QuarkXPress to InDesign Conversion Guide
I know it’s hard to believe for some of us, but there are still large organizations who are just now making the move to Adobe InDesign from QuarkXPress. And they are going through the same struggle that many of us went through.
Check out this e-mail I just received from a newly-hired designer:
I recently created a template in InDesign for one of our publications that is currently being produced in Quark. I based the template on the Quark template and created it EXACTLY as the Quark template was created, [mainly] to avoid problems—since that Quark template is what everyone has been using for so long. It consisted of nearly 40 separate master pages. My question is, how can I automatically link text frames from one master page to another master page? For example, I would like to link one of the text frames on the “Feature page 1″ master page to a text frame in the “Feature page 2″ master page. I hope my question makes sense.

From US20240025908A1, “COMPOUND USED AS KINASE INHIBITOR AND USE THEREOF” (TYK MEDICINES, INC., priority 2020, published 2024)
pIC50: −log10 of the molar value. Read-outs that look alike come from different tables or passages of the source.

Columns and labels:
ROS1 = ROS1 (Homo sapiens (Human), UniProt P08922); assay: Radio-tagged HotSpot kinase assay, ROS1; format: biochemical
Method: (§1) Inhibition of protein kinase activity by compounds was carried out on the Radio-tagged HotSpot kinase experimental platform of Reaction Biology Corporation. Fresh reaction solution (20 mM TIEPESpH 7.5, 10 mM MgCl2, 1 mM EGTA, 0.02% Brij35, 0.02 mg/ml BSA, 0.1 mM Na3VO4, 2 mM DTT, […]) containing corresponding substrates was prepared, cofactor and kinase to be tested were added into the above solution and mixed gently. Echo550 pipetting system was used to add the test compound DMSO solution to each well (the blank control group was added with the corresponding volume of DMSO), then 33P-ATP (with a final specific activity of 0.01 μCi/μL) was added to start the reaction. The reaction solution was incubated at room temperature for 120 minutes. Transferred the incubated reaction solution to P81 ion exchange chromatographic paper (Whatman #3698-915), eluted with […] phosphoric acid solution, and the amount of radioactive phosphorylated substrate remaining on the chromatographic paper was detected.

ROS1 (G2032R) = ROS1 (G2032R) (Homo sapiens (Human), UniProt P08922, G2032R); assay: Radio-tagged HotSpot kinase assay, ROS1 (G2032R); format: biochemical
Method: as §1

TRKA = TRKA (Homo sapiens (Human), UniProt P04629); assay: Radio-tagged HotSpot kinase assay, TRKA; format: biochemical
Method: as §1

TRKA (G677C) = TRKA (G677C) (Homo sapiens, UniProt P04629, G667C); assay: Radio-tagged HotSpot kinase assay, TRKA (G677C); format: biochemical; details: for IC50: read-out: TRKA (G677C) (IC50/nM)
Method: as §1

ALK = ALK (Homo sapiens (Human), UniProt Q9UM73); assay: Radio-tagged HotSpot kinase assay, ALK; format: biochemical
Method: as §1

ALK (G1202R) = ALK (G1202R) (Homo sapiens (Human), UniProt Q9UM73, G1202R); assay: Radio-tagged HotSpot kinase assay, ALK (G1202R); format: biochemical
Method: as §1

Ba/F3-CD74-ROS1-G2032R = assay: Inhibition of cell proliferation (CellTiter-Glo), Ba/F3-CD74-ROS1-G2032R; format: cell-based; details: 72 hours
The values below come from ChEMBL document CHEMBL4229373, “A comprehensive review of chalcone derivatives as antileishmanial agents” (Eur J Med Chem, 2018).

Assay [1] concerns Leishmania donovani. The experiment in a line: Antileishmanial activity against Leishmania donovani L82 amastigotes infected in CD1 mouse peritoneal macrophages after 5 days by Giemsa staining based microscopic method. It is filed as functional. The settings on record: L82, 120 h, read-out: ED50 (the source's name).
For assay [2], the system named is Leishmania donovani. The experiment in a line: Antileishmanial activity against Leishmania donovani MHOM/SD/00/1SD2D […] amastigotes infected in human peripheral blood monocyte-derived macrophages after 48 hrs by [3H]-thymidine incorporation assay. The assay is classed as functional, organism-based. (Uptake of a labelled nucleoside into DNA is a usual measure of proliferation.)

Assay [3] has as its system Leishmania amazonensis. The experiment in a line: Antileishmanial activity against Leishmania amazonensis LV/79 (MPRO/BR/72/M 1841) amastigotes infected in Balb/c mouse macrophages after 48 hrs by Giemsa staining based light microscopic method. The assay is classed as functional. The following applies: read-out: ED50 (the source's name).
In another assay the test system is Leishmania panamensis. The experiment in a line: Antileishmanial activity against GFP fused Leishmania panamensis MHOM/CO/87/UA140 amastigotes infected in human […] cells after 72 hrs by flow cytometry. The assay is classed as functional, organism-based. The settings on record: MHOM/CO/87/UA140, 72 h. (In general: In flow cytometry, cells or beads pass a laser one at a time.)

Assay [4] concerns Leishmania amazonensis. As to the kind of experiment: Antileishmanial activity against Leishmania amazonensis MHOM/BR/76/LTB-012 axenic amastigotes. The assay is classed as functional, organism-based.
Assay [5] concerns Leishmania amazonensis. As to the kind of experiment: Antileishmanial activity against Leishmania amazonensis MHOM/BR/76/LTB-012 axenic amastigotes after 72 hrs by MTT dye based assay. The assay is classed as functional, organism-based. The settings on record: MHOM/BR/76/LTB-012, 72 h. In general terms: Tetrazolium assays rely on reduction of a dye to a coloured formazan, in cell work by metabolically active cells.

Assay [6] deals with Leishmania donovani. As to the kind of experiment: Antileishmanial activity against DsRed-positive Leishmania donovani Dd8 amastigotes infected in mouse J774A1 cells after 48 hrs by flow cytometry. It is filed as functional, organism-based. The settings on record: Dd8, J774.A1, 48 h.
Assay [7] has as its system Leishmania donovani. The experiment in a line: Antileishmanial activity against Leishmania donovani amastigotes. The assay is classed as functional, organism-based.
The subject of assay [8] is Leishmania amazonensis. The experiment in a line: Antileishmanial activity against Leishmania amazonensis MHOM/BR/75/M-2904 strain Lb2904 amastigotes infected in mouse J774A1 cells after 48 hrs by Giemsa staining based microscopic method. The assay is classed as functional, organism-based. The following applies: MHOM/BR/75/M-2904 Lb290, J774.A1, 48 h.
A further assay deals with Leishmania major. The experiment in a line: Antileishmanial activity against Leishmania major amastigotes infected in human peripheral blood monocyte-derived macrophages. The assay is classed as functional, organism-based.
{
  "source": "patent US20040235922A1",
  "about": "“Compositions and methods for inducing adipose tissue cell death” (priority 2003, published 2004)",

Yes, it makes sense, and frustratingly, InDesign does not allow you to do this, automatically. As I said in my reply, though I understood the intentions were good, it was probably not the best idea to create an InDesign template that worked exactly like the QuarkXPress template, since they differ significantly in fundamental ways. Like how master pages work, for one.
In my reply I attached a wonderful PDF that Adobe has buried somewhere deep in its web site, which I’m pretty sure David authored, at least in part: The QuarkXPress to InDesign CS5 Conversion Guide.
It’s not really about converting QuarkXPress files to InDesign files; it’s about moving your brain from how QuarkXPress works to how Adobe InDesign works. I guess “Moving Your Brain Guide” didn’t fly with the marketing people over there.
The PDF is interactive (okay, there are buttons you can click to move from page to page), 60 pages worth of excellent information, informative even to those of us who’ve never used Quark but could still use a refresher on how to do beginning to intermediate things in InDesign, like work with styles, master pages, layers, the Links panel, and so on.
It’s a little out of date—CS5.5 is the current version, CS6 is just around the corner—but there is plenty of “permanent” fixtures in InDesign covered in this guide. Check it out, and pass the link on to anyone you know who could use it!